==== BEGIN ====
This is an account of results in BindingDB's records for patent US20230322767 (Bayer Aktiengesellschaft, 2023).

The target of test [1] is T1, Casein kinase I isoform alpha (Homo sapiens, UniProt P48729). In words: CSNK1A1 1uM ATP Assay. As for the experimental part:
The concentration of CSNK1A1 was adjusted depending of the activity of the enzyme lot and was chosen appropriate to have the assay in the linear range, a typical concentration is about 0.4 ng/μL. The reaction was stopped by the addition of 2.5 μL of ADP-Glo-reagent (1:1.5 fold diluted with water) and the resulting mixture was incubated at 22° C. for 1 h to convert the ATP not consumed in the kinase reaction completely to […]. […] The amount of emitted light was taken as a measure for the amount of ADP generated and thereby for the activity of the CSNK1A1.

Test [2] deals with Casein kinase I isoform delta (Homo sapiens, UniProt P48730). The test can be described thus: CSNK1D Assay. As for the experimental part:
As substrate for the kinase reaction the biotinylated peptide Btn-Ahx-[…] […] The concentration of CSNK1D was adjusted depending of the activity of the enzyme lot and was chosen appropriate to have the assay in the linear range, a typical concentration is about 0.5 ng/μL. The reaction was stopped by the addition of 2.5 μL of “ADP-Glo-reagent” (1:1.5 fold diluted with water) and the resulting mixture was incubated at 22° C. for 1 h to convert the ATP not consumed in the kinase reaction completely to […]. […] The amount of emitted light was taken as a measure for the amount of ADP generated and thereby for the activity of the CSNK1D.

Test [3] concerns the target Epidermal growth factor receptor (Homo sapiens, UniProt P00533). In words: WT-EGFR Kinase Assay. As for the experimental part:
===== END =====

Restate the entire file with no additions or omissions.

This is an account of results in BindingDB's records for patent US20230322767 (Bayer Aktiengesellschaft, 2023).

The target of test [1] is T1, Casein kinase I isoform alpha (Homo sapiens, UniProt P48729). In words: CSNK1A1 1uM ATP Assay. As for the experimental part:
The concentration of CSNK1A1 was adjusted depending of the activity of the enzyme lot and was chosen appropriate to have the assay in the linear range, a typical concentration is about 0.4 ng/μL. The reaction was stopped by the addition of 2.5 μL of ADP-Glo-reagent (1:1.5 fold diluted with water) and the resulting mixture was incubated at 22° C. for 1 h to convert the ATP not consumed in the kinase reaction completely to […]. […] The amount of emitted light was taken as a measure for the amount of ADP generated and thereby for the activity of the CSNK1A1.

Test [2] deals with Casein kinase I isoform delta (Homo sapiens, UniProt P48730). The test can be described thus: CSNK1D Assay. As for the experimental part:
As substrate for the kinase reaction the biotinylated peptide Btn-Ahx-[…] […] The concentration of CSNK1D was adjusted depending of the activity of the enzyme lot and was chosen appropriate to have the assay in the linear range, a typical concentration is about 0.5 ng/μL. The reaction was stopped by the addition of 2.5 μL of “ADP-Glo-reagent” (1:1.5 fold diluted with water) and the resulting mixture was incubated at 22° C. for 1 h to convert the ATP not consumed in the kinase reaction completely to […]. […] The amount of emitted light was taken as a measure for the amount of ADP generated and thereby for the activity of the CSNK1D.

Test [3] concerns the target Epidermal growth factor receptor (Homo sapiens, UniProt P00533). In words: WT-EGFR Kinase Assay. As for the experimental part: